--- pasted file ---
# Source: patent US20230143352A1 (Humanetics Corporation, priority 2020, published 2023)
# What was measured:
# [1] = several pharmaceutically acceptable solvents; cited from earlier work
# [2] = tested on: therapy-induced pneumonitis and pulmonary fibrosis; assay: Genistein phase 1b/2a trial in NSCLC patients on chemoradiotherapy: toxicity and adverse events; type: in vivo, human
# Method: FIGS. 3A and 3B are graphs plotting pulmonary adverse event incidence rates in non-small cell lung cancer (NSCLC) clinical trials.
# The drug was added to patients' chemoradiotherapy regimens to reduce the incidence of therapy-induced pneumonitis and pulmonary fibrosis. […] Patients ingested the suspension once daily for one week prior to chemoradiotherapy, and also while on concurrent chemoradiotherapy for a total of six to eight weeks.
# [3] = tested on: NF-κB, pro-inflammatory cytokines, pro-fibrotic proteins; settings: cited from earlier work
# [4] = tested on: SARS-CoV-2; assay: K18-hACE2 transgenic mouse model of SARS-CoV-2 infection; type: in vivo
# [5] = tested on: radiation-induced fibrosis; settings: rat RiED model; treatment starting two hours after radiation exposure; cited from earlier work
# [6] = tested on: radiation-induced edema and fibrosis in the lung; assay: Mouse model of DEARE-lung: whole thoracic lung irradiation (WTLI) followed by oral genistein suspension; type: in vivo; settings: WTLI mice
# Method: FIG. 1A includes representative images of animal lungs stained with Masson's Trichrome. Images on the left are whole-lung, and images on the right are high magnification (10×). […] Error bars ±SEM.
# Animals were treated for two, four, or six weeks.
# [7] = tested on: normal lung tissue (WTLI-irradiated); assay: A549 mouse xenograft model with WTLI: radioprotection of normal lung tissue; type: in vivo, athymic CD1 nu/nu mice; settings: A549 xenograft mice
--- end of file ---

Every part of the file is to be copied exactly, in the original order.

# Source: patent US20230143352A1 (Humanetics Corporation, priority 2020, published 2023)
# What was measured:
# [1] = several pharmaceutically acceptable solvents; cited from earlier work
# [2] = tested on: therapy-induced pneumonitis and pulmonary fibrosis; assay: Genistein phase 1b/2a trial in NSCLC patients on chemoradiotherapy: toxicity and adverse events; type: in vivo, human
# Method: FIGS. 3A and 3B are graphs plotting pulmonary adverse event incidence rates in non-small cell lung cancer (NSCLC) clinical trials.
# The drug was added to patients' chemoradiotherapy regimens to reduce the incidence of therapy-induced pneumonitis and pulmonary fibrosis. […] Patients ingested the suspension once daily for one week prior to chemoradiotherapy, and also while on concurrent chemoradiotherapy for a total of six to eight weeks.
# [3] = tested on: NF-κB, pro-inflammatory cytokines, pro-fibrotic proteins; settings: cited from earlier work
# [4] = tested on: SARS-CoV-2; assay: K18-hACE2 transgenic mouse model of SARS-CoV-2 infection; type: in vivo
# [5] = tested on: radiation-induced fibrosis; settings: rat RiED model; treatment starting two hours after radiation exposure; cited from earlier work
# [6] = tested on: radiation-induced edema and fibrosis in the lung; assay: Mouse model of DEARE-lung: whole thoracic lung irradiation (WTLI) followed by oral genistein suspension; type: in vivo; settings: WTLI mice
# Method: FIG. 1A includes representative images of animal lungs stained with Masson's Trichrome. Images on the left are whole-lung, and images on the right are high magnification (10×). […] Error bars ±SEM.
# Animals were treated for two, four, or six weeks.
# [7] = tested on: normal lung tissue (WTLI-irradiated); assay: A549 mouse xenograft model with WTLI: radioprotection of normal lung tissue; type: in vivo, athymic CD1 nu/nu mice; settings: A549 xenograft mice